The Quilliam Foundation and accusations of McCarthyism part two.
In fact, as Dodd points out in the comments on Pickled Politics, his piece would not have been so one-sided (although it still isn't in my view, being a fair appraisal of the document even if it doesn't focus on the recommendations made on counter-terrorism policy) if QF had bothered to defend themselves when he twice phoned them up, instead deciding not to comment. As for why the Guardian decided not to post Nawaz's response, it's patently obvious: they weren't going to publish unfair abuse of Dodd, as is more than their right.
While putting in an otherwise fine defence of the document when not resorting to ad-hominem attacks, Nawaz's explanation for why it was meant to be secret in the first place is both far from convincing or adequate:
After listening to some of our critics, Quilliam had kept this paper out of the public limelight to avoid sensationalism. It seems, however, that a disgruntled civil servant decided to leak the hard copy we sent to the Office for Security and Counter-Terrorism (OSCT) online, where it has now been read over 10,000 times.
Err, so after listening to the organisation's critics, it was decided that it was best to make sure that they couldn't read it in the first place. Well, that's certainly one way of avoiding people disagreeing with you. If Quilliam had really wanted to avoid "sensationalism", then putting it into the public domain would have ensured that would have been the case; the only reason it became a story was exactly because of the secrecy and leak. It could further have avoided it by bothering to defend the document when first asked, rather than shooting the messenger afterwards. It's this abrasive nature which QF's founders seem to relish that leads to "disgruntled civil servants" leaking documents, especially when they're all but insulted in the preamble to the document.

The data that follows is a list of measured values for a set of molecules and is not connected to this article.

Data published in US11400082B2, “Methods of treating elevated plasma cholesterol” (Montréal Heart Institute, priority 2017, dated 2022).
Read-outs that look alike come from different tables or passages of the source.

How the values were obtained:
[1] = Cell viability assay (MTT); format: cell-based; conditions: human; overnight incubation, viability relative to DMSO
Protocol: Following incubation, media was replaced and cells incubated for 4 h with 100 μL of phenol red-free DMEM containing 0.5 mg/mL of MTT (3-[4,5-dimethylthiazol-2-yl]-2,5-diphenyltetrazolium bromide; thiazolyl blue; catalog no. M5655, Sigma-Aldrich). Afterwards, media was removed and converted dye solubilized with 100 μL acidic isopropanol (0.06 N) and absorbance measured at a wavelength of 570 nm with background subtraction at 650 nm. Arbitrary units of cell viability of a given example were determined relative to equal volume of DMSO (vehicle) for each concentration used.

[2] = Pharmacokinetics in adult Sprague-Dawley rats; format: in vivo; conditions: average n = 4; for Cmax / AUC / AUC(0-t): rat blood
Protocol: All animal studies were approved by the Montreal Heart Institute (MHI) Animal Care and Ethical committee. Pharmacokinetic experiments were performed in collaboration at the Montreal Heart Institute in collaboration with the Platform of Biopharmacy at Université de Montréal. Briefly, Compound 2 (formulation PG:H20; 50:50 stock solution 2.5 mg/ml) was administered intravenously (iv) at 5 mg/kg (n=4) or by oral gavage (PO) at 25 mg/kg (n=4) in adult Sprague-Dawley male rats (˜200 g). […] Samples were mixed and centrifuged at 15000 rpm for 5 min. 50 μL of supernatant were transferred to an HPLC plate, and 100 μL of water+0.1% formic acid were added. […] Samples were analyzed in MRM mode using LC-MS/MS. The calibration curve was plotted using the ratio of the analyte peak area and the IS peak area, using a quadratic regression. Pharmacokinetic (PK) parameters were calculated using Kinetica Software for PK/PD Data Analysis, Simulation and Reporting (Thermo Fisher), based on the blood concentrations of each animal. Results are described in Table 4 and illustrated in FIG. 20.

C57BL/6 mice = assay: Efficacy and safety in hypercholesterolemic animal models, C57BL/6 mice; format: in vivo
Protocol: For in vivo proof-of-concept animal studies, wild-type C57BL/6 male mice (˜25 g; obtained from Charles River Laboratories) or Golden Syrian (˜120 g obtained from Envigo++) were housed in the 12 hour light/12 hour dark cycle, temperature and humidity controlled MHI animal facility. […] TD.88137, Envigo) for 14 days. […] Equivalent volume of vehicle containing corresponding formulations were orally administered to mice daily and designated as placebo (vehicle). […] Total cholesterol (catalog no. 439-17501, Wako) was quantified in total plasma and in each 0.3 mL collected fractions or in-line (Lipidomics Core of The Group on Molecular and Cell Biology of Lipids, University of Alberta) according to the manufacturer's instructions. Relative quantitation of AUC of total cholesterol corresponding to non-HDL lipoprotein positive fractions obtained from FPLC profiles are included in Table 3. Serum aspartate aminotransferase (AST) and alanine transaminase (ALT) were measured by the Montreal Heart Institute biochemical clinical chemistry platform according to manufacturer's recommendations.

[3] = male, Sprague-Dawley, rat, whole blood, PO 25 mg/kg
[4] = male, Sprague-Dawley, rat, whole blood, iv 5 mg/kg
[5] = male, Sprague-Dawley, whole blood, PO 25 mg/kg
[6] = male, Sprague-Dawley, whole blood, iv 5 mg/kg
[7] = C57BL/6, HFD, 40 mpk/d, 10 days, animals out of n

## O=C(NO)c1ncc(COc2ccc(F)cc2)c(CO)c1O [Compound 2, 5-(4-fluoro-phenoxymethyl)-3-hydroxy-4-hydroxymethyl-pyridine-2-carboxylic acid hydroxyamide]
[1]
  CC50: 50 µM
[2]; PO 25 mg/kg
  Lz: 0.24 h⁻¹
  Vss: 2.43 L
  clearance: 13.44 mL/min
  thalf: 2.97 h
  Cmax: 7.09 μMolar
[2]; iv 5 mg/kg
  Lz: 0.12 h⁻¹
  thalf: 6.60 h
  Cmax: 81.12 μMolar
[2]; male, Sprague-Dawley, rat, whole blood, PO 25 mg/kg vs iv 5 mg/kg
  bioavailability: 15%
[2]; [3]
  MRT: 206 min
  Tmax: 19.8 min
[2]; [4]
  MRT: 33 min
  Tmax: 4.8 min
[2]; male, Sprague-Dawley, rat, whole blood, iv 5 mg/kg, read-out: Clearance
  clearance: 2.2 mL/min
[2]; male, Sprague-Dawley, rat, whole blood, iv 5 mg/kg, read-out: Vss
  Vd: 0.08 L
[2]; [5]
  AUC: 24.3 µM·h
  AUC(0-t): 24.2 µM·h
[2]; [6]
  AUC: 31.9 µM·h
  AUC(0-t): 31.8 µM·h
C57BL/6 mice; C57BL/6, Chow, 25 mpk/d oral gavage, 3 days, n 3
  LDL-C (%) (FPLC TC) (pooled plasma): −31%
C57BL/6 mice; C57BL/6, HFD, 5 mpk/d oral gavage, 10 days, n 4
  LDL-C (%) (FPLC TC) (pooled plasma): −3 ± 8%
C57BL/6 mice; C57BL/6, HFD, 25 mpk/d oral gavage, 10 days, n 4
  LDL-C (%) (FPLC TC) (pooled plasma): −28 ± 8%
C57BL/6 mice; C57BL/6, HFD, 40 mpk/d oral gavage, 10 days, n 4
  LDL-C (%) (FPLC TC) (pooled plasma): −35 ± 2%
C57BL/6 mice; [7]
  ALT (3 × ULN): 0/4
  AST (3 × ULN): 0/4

For all of Nawaz's bluster about leftist regressives, one of the few points he doesn't address is the remarks of Robert Lambert, co-founder and former leader of Scotland Yard's Muslim Contact Unit:
"The list demonises a whole range of groups that in my experience have made valuable contributions to counter-terrorism."
There's no arguing with Quilliam's main point that government obviously shouldn't be funding organisations whose ultimate aim, even if peaceful, is the dismantlement of democracy and imposition of Sharia law, yet many of the groups listed have only tenuous real links with Islamism, and as Lambert suggests, actively help with counter-terrorism. Regarding them as irredeemable, even if as Quilliam argues, they shouldn't be banned, is unhelpful in the extreme.
The nature of Nawaz's response only underlines how QF, funded by the government, although it doesn't admit so in their annual report (PDF), despite directing readers of the FAQ on their site to it, needs to change if it is going to be taken seriously. As Sunny points out in the comments on Nawaz's piece, "funding certain groups and not others simply increases the back-stabbing and annoys the hell out of ordinary Muslims (who are suspicious of govt funded programmes as it is)". It will annoy them even more to learn that Nawaz is being effectively funded to launch such fusillades against a journalist simply reporting on a document which should never have been secret in the first place. If Quilliam is meant to lead debate on the nature of Islamism and extremism in British society, then the attempts it makes to shut down and limit those debates are at odds with its very mission and the "shared secular democratic values" which Nawaz wants Muslim-led organisations to espouse. Through their brooking of no dissent, their welcome advice on how to counter radicalisation risks being drowned out, which would be the greatest tragedy of all.